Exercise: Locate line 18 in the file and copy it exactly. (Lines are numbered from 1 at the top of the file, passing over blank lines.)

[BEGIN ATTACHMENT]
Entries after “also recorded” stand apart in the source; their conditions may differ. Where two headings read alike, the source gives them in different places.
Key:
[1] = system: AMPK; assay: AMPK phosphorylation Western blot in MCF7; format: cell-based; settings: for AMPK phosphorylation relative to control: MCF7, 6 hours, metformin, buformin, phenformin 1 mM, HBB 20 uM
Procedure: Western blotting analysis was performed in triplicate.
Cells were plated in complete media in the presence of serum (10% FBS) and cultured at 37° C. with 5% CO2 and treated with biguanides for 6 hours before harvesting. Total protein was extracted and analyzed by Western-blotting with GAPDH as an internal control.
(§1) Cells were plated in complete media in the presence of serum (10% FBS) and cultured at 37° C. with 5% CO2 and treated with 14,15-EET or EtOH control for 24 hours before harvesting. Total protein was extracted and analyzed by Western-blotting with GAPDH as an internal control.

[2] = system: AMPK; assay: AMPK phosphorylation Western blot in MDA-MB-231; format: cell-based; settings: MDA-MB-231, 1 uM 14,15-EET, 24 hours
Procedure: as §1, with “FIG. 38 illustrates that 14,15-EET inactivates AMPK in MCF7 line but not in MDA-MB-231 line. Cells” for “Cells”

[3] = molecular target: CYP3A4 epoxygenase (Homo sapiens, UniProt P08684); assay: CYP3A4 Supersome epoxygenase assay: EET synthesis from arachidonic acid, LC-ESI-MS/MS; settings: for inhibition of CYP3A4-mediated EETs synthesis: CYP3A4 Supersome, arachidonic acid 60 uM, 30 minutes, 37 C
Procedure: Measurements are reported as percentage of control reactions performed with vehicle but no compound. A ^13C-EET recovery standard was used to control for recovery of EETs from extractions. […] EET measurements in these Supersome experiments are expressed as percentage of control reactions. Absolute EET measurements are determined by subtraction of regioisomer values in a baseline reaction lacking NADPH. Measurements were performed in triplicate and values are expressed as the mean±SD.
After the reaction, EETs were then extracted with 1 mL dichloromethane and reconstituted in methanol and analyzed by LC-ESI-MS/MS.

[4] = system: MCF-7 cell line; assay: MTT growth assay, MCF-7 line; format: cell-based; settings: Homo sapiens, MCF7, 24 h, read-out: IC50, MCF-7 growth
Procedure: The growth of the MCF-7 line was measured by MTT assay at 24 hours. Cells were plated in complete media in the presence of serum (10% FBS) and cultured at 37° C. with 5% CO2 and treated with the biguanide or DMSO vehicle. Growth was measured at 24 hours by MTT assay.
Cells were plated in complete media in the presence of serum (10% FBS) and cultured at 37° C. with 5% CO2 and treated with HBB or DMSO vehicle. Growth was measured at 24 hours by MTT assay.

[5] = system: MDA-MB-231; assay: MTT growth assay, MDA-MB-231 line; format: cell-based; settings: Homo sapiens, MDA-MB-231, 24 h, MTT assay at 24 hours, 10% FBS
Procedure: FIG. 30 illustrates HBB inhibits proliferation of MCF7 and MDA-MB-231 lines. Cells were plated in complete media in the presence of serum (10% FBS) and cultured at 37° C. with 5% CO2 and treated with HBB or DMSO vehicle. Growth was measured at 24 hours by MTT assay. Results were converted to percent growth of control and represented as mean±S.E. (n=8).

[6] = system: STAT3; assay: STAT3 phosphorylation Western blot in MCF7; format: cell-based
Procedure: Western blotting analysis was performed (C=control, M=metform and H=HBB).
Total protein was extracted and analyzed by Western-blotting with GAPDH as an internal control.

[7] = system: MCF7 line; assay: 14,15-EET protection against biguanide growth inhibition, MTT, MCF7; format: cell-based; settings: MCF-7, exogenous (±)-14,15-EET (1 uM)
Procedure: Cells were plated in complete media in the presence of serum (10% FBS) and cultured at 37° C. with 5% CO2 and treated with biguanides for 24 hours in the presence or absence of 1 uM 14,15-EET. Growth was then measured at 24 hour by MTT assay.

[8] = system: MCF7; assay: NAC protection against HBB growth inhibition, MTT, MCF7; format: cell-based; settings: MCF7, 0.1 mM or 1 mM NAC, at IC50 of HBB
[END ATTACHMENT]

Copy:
Procedure: Western blotting analysis was performed (C=control, M=metform and H=HBB).